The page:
Researchers Have Found New Way to Hinder Excessive Inflammation

Researchers from the Royal College of Surgeons in Ireland have found another way to halt excessive inflammation. The method works by regulating a particular type of white blood cells that are crucial for the immune system in the human body. The researchers’ findings could potentially protect an individual’s body from the unhampered damage that is brought about by inflammatory ailments.

The study, conducted by researchers at the University of Medicine and Health Sciences, Royal College of Surgeons in Ireland (“RCSI”), was reported in “Nature Communications” journal.

The researchers explained that when the immune cells in an individual’s body known as macrophages are exposed to strong infectious agents, potent inflammatory proteins called cytokines are released by the body to fight the infection. However, if the body’s cytokine levels become imbalanced, it can result in significant damage to tissues in the body.

The researchers also discovered that a protein known as Arginase-2 worked through the mitochondria, which is the macrophage cells’ energy source, and is sometimes referred to as the cells powerhouse, to control inflammation. For the first time, the researchers demonstrated that Arginase-2 was essential in reducing a strong inflammatory cytokine known as IL-10.

This finding could allow scientists to develop novel treatments that protect an individual’s body from unhampered damaged brought about by inflammatory ailments and target the Arginase-2 protein.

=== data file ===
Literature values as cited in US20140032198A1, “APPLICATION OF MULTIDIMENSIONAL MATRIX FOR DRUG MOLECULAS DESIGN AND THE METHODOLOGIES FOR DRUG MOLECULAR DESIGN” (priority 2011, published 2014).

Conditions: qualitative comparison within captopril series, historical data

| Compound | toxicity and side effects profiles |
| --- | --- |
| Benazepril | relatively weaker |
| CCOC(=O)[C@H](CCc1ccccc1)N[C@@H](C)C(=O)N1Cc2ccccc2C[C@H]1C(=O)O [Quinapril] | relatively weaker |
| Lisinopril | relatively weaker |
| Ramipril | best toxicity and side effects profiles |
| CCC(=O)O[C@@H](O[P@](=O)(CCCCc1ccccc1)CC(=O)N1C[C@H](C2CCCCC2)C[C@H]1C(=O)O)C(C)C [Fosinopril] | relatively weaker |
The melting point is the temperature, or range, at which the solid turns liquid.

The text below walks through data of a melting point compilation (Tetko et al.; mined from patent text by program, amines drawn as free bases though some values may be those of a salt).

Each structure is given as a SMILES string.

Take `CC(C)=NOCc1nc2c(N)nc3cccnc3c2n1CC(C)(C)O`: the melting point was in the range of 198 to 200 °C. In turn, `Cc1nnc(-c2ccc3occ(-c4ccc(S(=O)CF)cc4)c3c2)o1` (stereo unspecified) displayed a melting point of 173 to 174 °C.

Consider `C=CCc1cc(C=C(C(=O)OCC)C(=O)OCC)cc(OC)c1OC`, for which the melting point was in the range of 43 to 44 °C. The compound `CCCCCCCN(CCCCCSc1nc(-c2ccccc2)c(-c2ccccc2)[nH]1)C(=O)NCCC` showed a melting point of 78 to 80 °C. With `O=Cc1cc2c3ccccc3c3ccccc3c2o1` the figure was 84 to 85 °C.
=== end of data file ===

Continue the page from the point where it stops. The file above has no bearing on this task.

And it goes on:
A senior lecturer in immunology at RCSI, Dr. Clair McCoy, who was also senior author of the study, noted that excessive inflammation is a notable feature of various ailments, including inflammatory bowel diseases, arthritis and multiple sclerosis. She explained that the study’s findings could be used by researchers to develop new therapies for the treatment of inflammatory diseases, which, she added, would in the long run improve the quality of life for individuals living with these ailments.

The researchers who led the study were from the RCSI School of Pharmacy and biomolecular sciences — Dr. Jennifer Dowling, Dr. Clair McCoy and Miss. Remsha Afzal — in partnership with a group of international researchers from Switzerland, Germany and Australia. Other researchers involved in the study include Glenn R. Bantug, Daniel J. Gough, Katja Dettmer, Nadine Assmann, Chiara De Santi, Gavin M. Davis, Stephanie Annett, Mariana P. Cervantes-Silva and Linden J. Gearing, among others.

Additionally, the research was financed by the Science Foundation Ireland, with preliminary stages of the study coming from a grant awarded by the Australian National Health Medical Research Council.

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